How It Works

AmQuel was the first, and is still the safest and most reliable substance for controlling ammonia
and chloramines in aquariums and ponds. Before AmQuel came along, aquarists had to use
fairly complicated methods for controlling ammonia in fresh water, and its control in salt water
remained a problem.

The active ingredient in AmQuel is known chemically as
sodium hydroxymethanesulfonate, HOCH2SO3Na.
The active part of the molecule can be graphically represented as:

The hydroxymethane- end of the molecule reacts with ammonia to form a
non-toxic, stable water-soluble substance which is acted upon by biological filtration.

This reaction effectively removes the toxic ammonia from solution. Even in water of low pH (<7.0)
the above reaction proceeds to completion. This is because even at pHs below 7.0 there is always
some "free" ammonia (NH3) and the AmQuel will scavenge it from the water. This is why AmQuel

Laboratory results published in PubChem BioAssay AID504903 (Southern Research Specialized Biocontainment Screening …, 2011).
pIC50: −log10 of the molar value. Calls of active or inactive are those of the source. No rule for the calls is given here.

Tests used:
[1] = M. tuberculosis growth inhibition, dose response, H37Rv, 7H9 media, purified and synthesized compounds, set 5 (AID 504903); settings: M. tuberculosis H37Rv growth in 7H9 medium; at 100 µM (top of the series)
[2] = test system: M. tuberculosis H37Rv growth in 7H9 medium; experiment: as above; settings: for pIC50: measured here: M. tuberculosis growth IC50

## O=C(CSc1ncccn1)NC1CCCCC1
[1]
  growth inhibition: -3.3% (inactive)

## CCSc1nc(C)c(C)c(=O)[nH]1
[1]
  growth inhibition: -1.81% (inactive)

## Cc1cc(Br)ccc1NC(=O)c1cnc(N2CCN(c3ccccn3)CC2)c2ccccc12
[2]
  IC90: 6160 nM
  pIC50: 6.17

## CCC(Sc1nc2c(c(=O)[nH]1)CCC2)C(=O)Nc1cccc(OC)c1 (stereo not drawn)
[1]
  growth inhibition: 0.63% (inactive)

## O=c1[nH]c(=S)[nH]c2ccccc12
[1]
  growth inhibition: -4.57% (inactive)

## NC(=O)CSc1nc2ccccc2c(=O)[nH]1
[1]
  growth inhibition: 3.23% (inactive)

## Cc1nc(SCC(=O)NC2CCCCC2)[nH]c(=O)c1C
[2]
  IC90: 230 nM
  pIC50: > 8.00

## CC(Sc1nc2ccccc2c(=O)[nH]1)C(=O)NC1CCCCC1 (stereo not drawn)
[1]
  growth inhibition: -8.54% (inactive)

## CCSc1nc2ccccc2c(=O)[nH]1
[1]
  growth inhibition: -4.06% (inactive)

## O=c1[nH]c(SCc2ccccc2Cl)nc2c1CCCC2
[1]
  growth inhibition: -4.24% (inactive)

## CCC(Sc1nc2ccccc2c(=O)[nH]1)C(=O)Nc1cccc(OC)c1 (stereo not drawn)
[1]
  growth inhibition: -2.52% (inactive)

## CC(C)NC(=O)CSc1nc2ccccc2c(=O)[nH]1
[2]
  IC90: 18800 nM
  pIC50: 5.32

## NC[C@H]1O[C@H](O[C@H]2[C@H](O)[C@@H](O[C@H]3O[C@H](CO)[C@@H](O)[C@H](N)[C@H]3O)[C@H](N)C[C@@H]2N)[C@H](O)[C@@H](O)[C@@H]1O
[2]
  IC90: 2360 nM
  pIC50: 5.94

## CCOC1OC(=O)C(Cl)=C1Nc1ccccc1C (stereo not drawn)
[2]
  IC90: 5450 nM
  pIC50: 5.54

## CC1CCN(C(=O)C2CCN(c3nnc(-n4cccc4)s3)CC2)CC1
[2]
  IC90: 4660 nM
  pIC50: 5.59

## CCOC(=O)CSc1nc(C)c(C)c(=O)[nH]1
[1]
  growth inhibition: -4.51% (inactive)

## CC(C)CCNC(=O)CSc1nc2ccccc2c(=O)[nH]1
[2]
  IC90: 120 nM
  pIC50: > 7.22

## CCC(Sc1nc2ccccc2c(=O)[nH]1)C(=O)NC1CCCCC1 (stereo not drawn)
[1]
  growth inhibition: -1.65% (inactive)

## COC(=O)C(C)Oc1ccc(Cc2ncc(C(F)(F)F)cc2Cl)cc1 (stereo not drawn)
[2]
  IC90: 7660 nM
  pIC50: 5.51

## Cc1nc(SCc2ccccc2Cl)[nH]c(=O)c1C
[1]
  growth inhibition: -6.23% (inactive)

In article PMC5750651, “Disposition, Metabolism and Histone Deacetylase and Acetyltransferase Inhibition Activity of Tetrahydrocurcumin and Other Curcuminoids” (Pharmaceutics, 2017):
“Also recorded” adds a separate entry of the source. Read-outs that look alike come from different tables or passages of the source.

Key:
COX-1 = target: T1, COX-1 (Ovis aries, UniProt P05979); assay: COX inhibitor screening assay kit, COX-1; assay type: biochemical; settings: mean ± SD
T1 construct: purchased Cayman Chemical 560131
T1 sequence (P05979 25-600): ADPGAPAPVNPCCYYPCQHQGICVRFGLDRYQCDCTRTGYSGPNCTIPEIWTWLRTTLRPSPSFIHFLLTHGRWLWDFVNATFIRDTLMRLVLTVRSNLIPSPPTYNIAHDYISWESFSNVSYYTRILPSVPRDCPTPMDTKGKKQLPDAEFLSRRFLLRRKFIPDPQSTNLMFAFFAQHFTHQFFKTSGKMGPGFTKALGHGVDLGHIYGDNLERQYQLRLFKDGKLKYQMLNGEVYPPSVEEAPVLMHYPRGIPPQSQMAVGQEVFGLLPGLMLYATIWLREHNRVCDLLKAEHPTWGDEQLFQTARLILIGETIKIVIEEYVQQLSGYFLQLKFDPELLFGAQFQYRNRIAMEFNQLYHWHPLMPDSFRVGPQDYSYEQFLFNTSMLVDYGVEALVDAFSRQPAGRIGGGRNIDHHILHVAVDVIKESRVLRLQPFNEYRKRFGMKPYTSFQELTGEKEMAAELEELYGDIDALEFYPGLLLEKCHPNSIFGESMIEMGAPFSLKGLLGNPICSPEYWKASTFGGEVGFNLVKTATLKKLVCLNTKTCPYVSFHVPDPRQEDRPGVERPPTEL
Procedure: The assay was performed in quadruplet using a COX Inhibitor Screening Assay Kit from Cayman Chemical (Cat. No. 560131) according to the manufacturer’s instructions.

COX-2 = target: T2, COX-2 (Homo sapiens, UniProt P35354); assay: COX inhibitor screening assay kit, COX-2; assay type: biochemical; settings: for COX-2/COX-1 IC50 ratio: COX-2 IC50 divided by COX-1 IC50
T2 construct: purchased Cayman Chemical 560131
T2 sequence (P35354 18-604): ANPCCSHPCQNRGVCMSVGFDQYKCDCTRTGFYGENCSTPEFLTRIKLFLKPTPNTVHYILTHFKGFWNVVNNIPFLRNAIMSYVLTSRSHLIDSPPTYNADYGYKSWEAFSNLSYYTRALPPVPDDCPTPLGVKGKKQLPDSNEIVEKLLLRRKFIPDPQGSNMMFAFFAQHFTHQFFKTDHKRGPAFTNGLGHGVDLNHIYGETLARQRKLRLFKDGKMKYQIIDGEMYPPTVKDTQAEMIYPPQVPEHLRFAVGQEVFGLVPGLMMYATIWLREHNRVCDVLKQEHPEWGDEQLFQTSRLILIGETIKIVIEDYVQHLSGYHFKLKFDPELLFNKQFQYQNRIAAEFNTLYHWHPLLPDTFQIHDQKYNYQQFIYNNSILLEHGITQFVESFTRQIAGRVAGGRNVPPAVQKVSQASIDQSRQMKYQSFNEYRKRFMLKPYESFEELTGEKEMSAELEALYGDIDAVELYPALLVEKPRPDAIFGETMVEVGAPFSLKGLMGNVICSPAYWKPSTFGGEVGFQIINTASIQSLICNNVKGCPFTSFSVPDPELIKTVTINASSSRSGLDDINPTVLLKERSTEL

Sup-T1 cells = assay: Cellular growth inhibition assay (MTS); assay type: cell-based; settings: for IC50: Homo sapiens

works faster at higher pH's and in saline waters.

The substance formed is stable, and testing has shown that even after weeks in an aquarium
without a biological filter, the ammonia is not released back into the water. Also, unreacted
AmQuel is stable, and unless removed with water changes or granular activated carbon it will be
available to react with ammonia until it is exhausted in the water to which it was added.
This is why AmQuel has proven so useful in shipping fishes.

The -sulfonate end of the AmQuel molecule reacts with both free-available chlorine, known
properly as hypochlorites (OCl-) and combined-available chlorine (chloramines). In the first
instance nothing more than harmless chloride ions (Cl- ) are produced, and in the latter instance
chloride ions are formed and the freed ammonia instantly reacts with the hydroxy-methane end
of the molecule.

For additional information on AmQuel, click here:

U.S. Patent No. 4666610
European Patent No. 0203741
Canadian Patent No. 1300286
Japanese Patent 1850992

Click here to return to